I have been staying with my host family for five weeks now. After thoroughly embarrassing myself the first couple of days while I adjusted to the cultural differences, I now feel like I am part of the family. I would highly recommend this housing option if you want to practice your language skills, watch fun Italian game shows on TV with actual Italians, and eat the best dinners of your life.
On the day of my arrival I was picked up by my host mom in Siena. On the drive home we picked up the oldest daughter, around my age, from school. They were both very friendly to me and asked about my flight. We talked in Italish--50% Italian, 50% English. After the short drive home they helped me pull my fifty-pound suitcase up a VERY steep hill to our apartment. Once there I got to meet the dad and the younger daughter. They showed me my room, gave me a quick tour of the house, asked me what I wanted for future dinners and breakfasts, and left me time to rest and unpack. Later in the day when I had to meet with the other IES Abroad people, the two daughters walked me to the piazza, even though it is two minutes away, so I wouldn’t get lost.
The day after I could not figure out how to open the front door to leave for school! I accidentally stumbled into the daughter’s room, waking them up in the process, and they showed me how to open the door. They also thought some of the ways I ate food was a little strange. For example, they pick up their cake slices and eat it with their hands, but they always make sure I have a fork.
As for my accomodations, I have my own room, but share a bathroom. Every week my host mom does my laundry for me, even though I tell her I can do it myself. When I go away on weekend trips, I always come back to a clean room with fresh sheets and towels. At the end of a long day, it is comforting knowing there will be someone to greet me with plenty of delicious food on the dinner table.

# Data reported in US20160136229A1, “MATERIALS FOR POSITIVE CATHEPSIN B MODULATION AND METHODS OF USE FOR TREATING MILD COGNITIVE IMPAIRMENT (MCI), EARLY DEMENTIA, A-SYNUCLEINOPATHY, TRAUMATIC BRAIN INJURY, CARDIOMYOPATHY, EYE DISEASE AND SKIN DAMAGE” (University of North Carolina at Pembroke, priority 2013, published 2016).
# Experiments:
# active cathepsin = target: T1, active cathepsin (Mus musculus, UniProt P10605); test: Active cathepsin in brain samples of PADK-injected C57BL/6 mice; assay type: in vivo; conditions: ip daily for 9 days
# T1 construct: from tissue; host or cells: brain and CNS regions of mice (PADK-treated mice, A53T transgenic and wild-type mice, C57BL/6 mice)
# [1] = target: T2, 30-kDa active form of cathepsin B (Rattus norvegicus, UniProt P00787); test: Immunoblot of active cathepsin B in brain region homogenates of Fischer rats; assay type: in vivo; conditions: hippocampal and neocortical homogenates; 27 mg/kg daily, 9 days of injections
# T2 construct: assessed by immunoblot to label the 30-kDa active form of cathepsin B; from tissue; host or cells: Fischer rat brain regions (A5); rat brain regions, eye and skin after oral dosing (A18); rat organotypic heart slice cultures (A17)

During dinner, we often watch TV. First the news, where I can ask about the political situation in Italy and their never-ending protests, and they can ask me about Trump. Afterwards, game shows come on. The people on the TV talk so fast that I sometimes have to ask what exactly is happening, but the shows are always so entertaining and it helps facilitate good conversation while we eat.
I love living with an Italian host family. It’s nice to have the privacy of my own room, but still have people checking in on me right to ensure I eat enough and get to class on time. My family has cooked me some amazing pasta, lasagna, and pizza, and I never have to worry about going hungry. I feel immersed in this beautiful culture and confident in the fact that I am not missing out on an authentic Italian experience.
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<p>I am 19 years old and am a sophomore at the University of Texas at Austin. I am working towards an anthropology degree because I am fascinated in all the different cultures, religions, and languages around the world. My hobbies include sewing, reading, hiking, camping, and traveling. Every summer I go backpacking with my family. Our most recent trip was to Rocky Mountain National Park. I am very excited to study abroad in Siena, Italy so I can practice my Italian and become immersed in a new culture.</p>